Billy Talent / Reuben - Manchester Academy 1 - 16.9.06

The evermore heat-locked and already crowded Academy sees many people undoubtedly hoping that the support act will relax them, with some laid back power ballads. However, the Surrey power post/rock with a grunge tinge trio of Reuben led by the proud Jamie Lenman, are working harder than the crowd’s apocrine glands and keep up a frenetic tempo, punctuated by the shouts and screeches of the singer/guitarist. Biting chord structures and high pitched shrieks are moulded together to bite into the trudge of day-to-day life that impacts upon us all.  The trio are rewarded with some heat defying motion from the crowd and some heart warming adulation. The slower (for them anyway) and quite thoughtful ‘Goodnight’, throws their worries into the air and represents Reuben at their most accessible. This is undoubtedly the stand out track from second album ‘Very Fast Very Dangerous’ that largely failed to follow up on the searing debut full-length, ‘Racecar Is Racecar Backwards'. It’s songs from the latter offering that ignites the biggest ruptures from the crowd and towards the end helps to win their approval, manifesting in the formation of a high jinxed mosh circle.

It is a wonder why Canadians Billy Talent didn’t sod the potential lawsuits and revert back to their original name of Pezz for tonight’s trip to Manchester? They would have endeared themselves to the crowd by sounding like a Happy Mondays’ roadie. However, it is the work they did under their previous guise that earned them respect on the Toronto underground indie scene. Something that also makes them more authentic than many contemporary, melody inclusive anger mongers. Undoubtedly, part of the draw of B T is the dynamic front man, Ben Kowalewicz who, at times, helps the band sound like Brian Molko has just joined Metallica and they are on a mission to unite everyone. ‘Devil In A Midnight Mass’ helps the crowd adoration erupt into volcanic screech proportions and the bare-chested front man promotes messages of mutual respect and admiration between songs. Surprisingly, these statements facilitate the authenticity of the Green Day influenced punk rants with a post/rock rush, rather than decimating into condescending patronization, as similar comments from other acts has been be known to do.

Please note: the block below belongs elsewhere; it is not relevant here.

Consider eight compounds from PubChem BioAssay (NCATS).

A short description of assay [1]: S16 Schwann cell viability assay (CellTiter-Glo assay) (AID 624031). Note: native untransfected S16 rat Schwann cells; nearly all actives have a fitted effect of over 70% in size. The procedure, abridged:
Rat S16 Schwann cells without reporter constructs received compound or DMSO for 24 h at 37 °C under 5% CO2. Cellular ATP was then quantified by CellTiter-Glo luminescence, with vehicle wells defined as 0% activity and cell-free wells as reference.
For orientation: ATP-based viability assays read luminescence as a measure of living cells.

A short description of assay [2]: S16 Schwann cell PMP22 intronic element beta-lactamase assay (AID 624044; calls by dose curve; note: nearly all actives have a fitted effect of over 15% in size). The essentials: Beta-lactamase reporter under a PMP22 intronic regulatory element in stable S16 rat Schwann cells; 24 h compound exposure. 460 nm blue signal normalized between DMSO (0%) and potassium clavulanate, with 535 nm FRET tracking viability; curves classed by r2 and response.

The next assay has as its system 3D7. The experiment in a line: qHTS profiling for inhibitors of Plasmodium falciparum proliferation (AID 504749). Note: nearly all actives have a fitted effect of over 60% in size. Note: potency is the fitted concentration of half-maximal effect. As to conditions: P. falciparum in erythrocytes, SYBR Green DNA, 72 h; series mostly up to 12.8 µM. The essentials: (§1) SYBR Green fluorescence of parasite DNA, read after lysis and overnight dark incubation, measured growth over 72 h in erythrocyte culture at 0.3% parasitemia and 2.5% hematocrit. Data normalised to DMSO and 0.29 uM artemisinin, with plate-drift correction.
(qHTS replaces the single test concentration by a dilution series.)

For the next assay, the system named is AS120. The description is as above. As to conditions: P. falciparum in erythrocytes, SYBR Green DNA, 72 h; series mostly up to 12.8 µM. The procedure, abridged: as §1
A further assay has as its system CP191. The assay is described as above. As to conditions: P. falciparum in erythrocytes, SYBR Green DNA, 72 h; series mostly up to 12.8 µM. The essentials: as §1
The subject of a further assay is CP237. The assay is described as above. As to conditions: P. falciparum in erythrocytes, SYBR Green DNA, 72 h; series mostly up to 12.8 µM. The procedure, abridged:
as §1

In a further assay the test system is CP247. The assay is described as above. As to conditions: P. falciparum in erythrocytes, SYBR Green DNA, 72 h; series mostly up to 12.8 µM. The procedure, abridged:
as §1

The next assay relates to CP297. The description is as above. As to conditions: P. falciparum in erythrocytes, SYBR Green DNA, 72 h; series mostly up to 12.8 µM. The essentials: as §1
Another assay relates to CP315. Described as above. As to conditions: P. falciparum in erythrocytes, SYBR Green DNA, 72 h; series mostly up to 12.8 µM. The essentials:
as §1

The heart laden and slightly bemused ‘Surrender’, is the most rhythmic rock orientated and is one of the many examples of percussionist Aaron Solowoniuk's ability to lead the way, as his focused instinct and determination pushes many songs to the limit. These are qualities that he has to show all the time in life, after being diagnosed with Multiple Sclerosis a few years back. Naturally, the true punk rant of ‘Red Flag’ sees the crowd lost in the moment and it has a British sound to help the band feel at home. On the whole, whilst Billy Talent may not quite equal the authentic passion, melodically grinding music and lyrical prowess of contemporaries Thursday, they have a unique charm, a respect for their fans and a passion for music that is unbridled.

David Adair

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